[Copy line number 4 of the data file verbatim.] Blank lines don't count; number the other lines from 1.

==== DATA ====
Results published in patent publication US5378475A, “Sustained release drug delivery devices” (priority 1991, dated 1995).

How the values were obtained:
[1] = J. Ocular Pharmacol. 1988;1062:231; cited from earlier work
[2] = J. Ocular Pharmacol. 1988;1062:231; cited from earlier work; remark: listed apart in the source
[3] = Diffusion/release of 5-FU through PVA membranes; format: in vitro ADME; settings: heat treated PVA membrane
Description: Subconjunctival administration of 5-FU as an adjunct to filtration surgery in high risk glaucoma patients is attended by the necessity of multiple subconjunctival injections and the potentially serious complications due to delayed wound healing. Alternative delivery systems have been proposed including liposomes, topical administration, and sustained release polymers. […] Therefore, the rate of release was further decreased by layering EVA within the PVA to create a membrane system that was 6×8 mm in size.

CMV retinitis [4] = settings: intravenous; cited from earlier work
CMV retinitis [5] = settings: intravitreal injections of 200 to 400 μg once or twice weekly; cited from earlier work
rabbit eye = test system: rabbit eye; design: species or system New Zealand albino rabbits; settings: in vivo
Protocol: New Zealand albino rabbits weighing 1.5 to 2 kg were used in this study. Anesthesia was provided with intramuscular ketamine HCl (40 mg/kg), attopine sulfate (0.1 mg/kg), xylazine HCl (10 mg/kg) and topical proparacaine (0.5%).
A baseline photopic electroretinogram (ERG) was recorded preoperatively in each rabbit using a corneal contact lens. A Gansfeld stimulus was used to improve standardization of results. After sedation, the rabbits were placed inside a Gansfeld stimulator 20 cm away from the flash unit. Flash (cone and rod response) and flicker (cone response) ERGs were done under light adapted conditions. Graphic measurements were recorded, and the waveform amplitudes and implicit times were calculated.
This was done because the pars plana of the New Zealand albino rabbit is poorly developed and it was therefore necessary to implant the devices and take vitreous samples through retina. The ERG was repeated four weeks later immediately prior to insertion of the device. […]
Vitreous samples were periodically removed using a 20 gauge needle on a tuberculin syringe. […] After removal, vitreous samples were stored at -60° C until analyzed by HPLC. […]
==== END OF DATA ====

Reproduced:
[2] = J. Ocular Pharmacol. 1988;1062:231; cited from earlier work; remark: listed apart in the source